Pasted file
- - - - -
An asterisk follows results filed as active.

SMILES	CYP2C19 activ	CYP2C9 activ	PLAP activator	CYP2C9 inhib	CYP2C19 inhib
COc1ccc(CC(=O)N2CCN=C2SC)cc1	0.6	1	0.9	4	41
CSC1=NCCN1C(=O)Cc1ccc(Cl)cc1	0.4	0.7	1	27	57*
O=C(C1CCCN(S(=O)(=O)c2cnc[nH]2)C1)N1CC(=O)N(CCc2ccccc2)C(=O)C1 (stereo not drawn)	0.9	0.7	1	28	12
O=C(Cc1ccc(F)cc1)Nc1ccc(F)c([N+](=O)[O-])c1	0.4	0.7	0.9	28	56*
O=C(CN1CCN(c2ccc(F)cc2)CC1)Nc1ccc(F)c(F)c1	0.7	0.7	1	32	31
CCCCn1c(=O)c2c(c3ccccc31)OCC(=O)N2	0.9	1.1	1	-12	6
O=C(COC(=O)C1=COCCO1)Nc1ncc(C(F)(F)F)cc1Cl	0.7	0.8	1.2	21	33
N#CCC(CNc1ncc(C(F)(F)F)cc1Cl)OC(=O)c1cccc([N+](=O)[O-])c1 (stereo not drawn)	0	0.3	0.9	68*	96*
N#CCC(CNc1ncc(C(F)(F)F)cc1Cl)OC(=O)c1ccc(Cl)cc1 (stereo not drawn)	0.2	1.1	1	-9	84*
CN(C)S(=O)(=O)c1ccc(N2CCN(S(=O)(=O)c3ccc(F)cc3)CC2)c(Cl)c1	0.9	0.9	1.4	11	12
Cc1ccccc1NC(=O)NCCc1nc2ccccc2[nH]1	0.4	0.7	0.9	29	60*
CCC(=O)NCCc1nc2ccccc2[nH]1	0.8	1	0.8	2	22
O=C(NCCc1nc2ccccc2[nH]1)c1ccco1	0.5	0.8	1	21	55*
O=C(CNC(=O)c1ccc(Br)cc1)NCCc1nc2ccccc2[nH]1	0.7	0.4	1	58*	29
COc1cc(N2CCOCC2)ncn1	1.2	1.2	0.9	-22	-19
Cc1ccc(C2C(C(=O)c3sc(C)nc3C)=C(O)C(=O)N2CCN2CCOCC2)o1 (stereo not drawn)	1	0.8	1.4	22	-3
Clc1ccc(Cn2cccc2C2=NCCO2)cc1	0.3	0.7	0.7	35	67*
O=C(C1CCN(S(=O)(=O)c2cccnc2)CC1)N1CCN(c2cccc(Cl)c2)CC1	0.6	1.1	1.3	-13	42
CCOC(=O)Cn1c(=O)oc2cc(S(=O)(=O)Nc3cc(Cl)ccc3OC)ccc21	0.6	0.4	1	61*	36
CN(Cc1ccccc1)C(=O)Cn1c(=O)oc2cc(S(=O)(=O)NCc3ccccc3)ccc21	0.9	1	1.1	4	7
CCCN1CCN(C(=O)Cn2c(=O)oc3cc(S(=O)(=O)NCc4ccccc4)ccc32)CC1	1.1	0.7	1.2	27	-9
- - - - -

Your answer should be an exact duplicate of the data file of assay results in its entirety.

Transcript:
An asterisk follows results filed as active.

SMILES	CYP2C19 activ	CYP2C9 activ	PLAP activator	CYP2C9 inhib	CYP2C19 inhib
COc1ccc(CC(=O)N2CCN=C2SC)cc1	0.6	1	0.9	4	41
CSC1=NCCN1C(=O)Cc1ccc(Cl)cc1	0.4	0.7	1	27	57*
O=C(C1CCCN(S(=O)(=O)c2cnc[nH]2)C1)N1CC(=O)N(CCc2ccccc2)C(=O)C1 (stereo not drawn)	0.9	0.7	1	28	12
O=C(Cc1ccc(F)cc1)Nc1ccc(F)c([N+](=O)[O-])c1	0.4	0.7	0.9	28	56*
O=C(CN1CCN(c2ccc(F)cc2)CC1)Nc1ccc(F)c(F)c1	0.7	0.7	1	32	31
CCCCn1c(=O)c2c(c3ccccc31)OCC(=O)N2	0.9	1.1	1	-12	6
O=C(COC(=O)C1=COCCO1)Nc1ncc(C(F)(F)F)cc1Cl	0.7	0.8	1.2	21	33
N#CCC(CNc1ncc(C(F)(F)F)cc1Cl)OC(=O)c1cccc([N+](=O)[O-])c1 (stereo not drawn)	0	0.3	0.9	68*	96*
N#CCC(CNc1ncc(C(F)(F)F)cc1Cl)OC(=O)c1ccc(Cl)cc1 (stereo not drawn)	0.2	1.1	1	-9	84*
CN(C)S(=O)(=O)c1ccc(N2CCN(S(=O)(=O)c3ccc(F)cc3)CC2)c(Cl)c1	0.9	0.9	1.4	11	12
Cc1ccccc1NC(=O)NCCc1nc2ccccc2[nH]1	0.4	0.7	0.9	29	60*
CCC(=O)NCCc1nc2ccccc2[nH]1	0.8	1	0.8	2	22
O=C(NCCc1nc2ccccc2[nH]1)c1ccco1	0.5	0.8	1	21	55*
O=C(CNC(=O)c1ccc(Br)cc1)NCCc1nc2ccccc2[nH]1	0.7	0.4	1	58*	29
COc1cc(N2CCOCC2)ncn1	1.2	1.2	0.9	-22	-19
Cc1ccc(C2C(C(=O)c3sc(C)nc3C)=C(O)C(=O)N2CCN2CCOCC2)o1 (stereo not drawn)	1	0.8	1.4	22	-3
Clc1ccc(Cn2cccc2C2=NCCO2)cc1	0.3	0.7	0.7	35	67*
O=C(C1CCN(S(=O)(=O)c2cccnc2)CC1)N1CCN(c2cccc(Cl)c2)CC1	0.6	1.1	1.3	-13	42
CCOC(=O)Cn1c(=O)oc2cc(S(=O)(=O)Nc3cc(Cl)ccc3OC)ccc21	0.6	0.4	1	61*	36
CN(Cc1ccccc1)C(=O)Cn1c(=O)oc2cc(S(=O)(=O)NCc3ccccc3)ccc21	0.9	1	1.1	4	7
CCCN1CCN(C(=O)Cn2c(=O)oc3cc(S(=O)(=O)NCc4ccccc4)ccc32)CC1	1.1	0.7	1.2	27	-9